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China's progress: Could it happen in the US?

By Ian Goodrum | | Updated: 2017-11-17 09:58

The opinions expressed here are those of the writer and do not represent the views of China Daily and China Daily website.

Last month, I had the opportunity to attend the Five Years On exhibition with several of my colleagues, as well as foreign media and diplomats from around the world. The exhibit, running before, during and after the 19th National Congress of the Communist Party of China, sets out to detail the achievements of the Chinese people over the last five years.

In that regard there's no shortage of material. The exhibition hall was stuffed with images and information on the evolution of China in the last half-decade, featuring enormous displays on the country's poverty reduction campaign, its development of green technology and continuing modernization since the last congress in 2012.

China's progress: Could it happen in the US?

Images of the Chinese people are projected in the central hall of the Five Years On exhibit in Beijing on Oct 13, 2017. [Photo: Ian Goodrum]

Seeing this progress for myself — both at the exhibit and in everyday life — made me think about my own country. It raises the question: Could all this happen in the United States?

Well, the obvious reply would be "no", since it hasn't happened yet. But let's put that aside for a moment. Knowing what we know about political and economic realities in the US, is there a realistic hope the country could achieve what China has in as short a time?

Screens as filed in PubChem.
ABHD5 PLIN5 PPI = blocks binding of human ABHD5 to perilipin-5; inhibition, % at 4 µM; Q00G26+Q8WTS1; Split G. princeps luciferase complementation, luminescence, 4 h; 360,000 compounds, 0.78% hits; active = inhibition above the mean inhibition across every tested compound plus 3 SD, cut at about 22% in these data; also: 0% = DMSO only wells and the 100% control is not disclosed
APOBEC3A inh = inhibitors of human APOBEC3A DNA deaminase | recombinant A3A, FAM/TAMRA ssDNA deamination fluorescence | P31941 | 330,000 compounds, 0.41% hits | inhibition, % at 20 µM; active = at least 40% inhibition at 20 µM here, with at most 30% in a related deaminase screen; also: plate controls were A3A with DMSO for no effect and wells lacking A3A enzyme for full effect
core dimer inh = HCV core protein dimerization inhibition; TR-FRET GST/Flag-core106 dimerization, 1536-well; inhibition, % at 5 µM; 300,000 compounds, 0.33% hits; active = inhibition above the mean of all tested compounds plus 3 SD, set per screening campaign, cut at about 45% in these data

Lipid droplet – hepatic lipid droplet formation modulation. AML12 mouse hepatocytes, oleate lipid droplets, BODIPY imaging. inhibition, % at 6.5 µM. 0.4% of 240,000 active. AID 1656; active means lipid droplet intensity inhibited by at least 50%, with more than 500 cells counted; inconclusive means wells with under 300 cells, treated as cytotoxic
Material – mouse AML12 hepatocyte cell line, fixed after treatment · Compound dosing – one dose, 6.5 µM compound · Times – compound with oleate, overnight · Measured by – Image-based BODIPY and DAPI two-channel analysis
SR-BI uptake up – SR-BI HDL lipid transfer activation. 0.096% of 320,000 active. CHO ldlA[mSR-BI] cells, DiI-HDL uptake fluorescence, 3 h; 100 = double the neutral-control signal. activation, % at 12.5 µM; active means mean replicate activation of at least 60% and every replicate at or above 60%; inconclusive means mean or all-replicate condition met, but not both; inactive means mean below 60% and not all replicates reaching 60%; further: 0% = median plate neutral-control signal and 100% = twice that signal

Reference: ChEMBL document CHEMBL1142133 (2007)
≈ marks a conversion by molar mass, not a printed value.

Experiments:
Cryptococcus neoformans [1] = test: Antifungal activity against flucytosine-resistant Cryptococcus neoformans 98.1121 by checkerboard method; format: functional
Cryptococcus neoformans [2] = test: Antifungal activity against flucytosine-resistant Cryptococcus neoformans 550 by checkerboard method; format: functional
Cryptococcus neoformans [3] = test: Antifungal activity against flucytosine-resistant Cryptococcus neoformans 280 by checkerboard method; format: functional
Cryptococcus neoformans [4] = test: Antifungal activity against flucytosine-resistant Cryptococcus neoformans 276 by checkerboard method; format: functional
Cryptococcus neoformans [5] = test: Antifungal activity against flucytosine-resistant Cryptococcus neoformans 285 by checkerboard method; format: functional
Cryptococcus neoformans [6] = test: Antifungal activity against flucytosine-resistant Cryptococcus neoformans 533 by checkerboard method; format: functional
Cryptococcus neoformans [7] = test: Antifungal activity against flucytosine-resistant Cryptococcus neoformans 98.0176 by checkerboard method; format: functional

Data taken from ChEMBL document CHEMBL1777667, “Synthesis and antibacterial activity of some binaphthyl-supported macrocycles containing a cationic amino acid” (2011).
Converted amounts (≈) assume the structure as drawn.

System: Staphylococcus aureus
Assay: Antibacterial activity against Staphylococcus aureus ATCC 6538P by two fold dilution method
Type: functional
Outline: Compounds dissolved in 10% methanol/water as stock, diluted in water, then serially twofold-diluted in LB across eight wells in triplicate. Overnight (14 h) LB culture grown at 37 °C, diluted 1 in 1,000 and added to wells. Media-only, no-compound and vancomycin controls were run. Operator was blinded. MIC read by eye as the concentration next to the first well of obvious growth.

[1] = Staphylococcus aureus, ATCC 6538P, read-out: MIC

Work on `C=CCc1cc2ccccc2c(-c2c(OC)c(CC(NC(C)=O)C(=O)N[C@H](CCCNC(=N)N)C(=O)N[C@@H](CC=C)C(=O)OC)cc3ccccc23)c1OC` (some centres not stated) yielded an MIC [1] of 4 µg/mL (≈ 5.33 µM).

I'm tempted to still say "no", and there are a number of reasons why. Most of all, what the exhibition drove home for me was a difference in priorities between the two countries.

Take the poverty alleviation campaign as an example. Since 1981, the percentage of rural Chinese people living in poverty has plummeted from nearly 99 percent to 4.5 in 2016, with almost 90 million people lifted above the poverty line since 2012 alone.

Compare this to the poverty rate of the United States, the largest economy in the world through most of the last century. According to University of California Davis' Center for Poverty Research, the country's all-time low was around 11 percent. Since a large drop in 1965, the rate has zigzagged between 11 and 15 percent, with no signs of change. With a total poverty rate of 6.5 percent and dropping, China has halved the US' best-ever performance with regard to its poor and the campaign isn't even finished yet.

How can this stark contrast be explained? For starters, the Chinese government made the eradication of poverty an explicit goal, and the last time this happened in the United States was — yep, you guessed it — 1965, when Lyndon Johnson's War on Poverty programs were in full swing. The Communist Party of China understands it’s not enough to simply say you want to make poverty a thing of the past; action is also required. With targeted campaigns to address specific concerns of rural people and earmarking billions to this end, the Party has been able to accomplish what politicians in the US have hemmed and hawed about for decades.